Foreign Policy Blogs

War of Words in Yemen and Contradictions

A few days ago, the London based Saudi paper, Asharq al-Awsat, published that officials in Saudi Arabia are claiming that the US and the KSA have successfully convinced President Saleh to remain in Riyadh for good.

The paper further wrote that under the pressure of both of his strongest allies, the US and the KSA, Saleh would have somewhat agreed to sign a GCC agreement granting him total immunity from prosecution alongside his family members.

On the same day of the publication, the Yemeni government denied the statement in its entirety, saying that Ali Abdullah Saleh had never made such a deal and that his return was in no way probable, but rather certain. The Yemeni state news agency later published that Saleh “will return to the country following the period of recuperation that has been specified by his doctors,” quoting a Yemeni senior official.

The Regime

Today, Abdel-Hafez al-Nahari, the deputy head of the media department of the GPC, the ruling party, told Asharq al-Awsat, “the people of Yemen are awaiting the return of the President to exercise his constitutional duty. His return is not subject of debate, rather the General People’s Congress party and the Yemeni people are eagerly awaiting the return of the President, for his return is necessary to manage the crisis, because he represents the safety valve for all factions.” The deputy further added, “what has been circulated by some media outlets with regards to rumors that Saleh will not be returning to Yemen are nothing more than unsubstantial claims.”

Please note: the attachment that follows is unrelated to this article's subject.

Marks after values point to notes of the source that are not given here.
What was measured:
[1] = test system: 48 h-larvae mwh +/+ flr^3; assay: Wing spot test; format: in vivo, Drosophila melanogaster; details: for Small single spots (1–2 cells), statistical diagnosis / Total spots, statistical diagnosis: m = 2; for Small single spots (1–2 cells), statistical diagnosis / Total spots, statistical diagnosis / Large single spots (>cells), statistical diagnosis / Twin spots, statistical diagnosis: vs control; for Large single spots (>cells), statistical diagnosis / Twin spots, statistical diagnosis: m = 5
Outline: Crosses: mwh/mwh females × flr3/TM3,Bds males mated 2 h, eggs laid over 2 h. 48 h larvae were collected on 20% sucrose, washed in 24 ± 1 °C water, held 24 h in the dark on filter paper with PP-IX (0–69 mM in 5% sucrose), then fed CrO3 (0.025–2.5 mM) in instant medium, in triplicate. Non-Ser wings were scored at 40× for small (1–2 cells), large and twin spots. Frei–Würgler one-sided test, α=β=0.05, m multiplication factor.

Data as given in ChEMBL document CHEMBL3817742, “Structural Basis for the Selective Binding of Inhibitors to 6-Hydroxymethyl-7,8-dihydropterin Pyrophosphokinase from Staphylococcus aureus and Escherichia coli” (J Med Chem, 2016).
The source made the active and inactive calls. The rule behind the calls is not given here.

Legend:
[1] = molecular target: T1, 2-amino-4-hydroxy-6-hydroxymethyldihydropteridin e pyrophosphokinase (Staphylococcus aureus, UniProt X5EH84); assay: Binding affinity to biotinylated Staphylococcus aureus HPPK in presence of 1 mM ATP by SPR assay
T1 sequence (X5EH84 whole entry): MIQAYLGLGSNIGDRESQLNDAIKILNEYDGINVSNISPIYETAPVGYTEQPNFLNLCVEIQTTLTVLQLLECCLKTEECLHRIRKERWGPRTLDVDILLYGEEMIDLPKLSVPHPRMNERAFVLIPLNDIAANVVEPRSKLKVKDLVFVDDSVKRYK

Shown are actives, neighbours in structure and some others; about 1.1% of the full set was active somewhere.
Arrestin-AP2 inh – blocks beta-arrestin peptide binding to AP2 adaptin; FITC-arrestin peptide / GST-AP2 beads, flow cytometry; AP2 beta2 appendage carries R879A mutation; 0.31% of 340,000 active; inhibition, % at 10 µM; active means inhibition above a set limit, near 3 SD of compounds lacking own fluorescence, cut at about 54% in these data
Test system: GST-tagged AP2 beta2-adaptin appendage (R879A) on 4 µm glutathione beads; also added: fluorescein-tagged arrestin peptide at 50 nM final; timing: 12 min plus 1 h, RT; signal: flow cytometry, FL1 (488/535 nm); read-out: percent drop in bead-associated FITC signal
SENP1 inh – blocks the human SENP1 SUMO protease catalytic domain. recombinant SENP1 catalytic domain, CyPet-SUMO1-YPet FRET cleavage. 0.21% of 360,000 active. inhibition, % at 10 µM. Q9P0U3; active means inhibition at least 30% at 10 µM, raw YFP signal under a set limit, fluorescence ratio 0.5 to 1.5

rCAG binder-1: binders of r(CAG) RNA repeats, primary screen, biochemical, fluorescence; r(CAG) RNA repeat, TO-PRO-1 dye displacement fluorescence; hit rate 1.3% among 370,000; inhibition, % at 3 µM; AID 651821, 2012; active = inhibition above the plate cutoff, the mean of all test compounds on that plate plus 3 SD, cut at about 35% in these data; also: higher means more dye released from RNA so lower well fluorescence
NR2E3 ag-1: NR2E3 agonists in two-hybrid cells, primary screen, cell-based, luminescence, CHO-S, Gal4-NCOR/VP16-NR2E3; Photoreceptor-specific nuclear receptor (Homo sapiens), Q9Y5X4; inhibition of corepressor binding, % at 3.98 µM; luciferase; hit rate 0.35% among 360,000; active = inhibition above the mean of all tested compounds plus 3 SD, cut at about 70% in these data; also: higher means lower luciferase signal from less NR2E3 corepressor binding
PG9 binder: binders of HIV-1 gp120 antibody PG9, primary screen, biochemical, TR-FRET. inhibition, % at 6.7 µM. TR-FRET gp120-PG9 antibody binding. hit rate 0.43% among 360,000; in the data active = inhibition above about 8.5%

Interestingly enough, al-Nahari stressed in his phone interview with the Saudi paper that the US was fully backing up Saleh in his political struggle and in his determination to return as acting President. “The US position today towards the situation in Yemen is more understanding than at any time before, and they are aware that the return of the President is part of the solution, not part of the problem. The Americans also understand that change must take place on the basis of the [Yemeni] constitution and the people’s will.”

When asked about the negotiations which allegedly took place in Riyadh in between the regime and the opposition, al-Nahari said that there was no truth to it. “We in Yemen thank our allies for their efforts to preserve Yemeni unity, security, and stability. However we are not aware of any undisclosed negotiations taking place. He added “even if this were proven to be true we are afraid or concerned about this, because negotiation and dialogue are the only way to bring about change.”

The Media

Despite the Yemeni government’s best efforts at silencing rumors about Saleh’s political fate, reports of him being pressured by the White House and the Saudis continue to stream in the media. On Tuesday, diplomatic sources reportedly told Reuters that the US was trying to convince Saleh of prolonging his stay in Riyadh as his return to Yemen would spark a civil war. The sources did not specify whether the embattled Yemeni President responded positively or not to those wishes. However, the fact that Saleh agreed to be moved from the hospital to a private residence in the Saudi capital led many to believe that the 69 year-old dictator was coming around.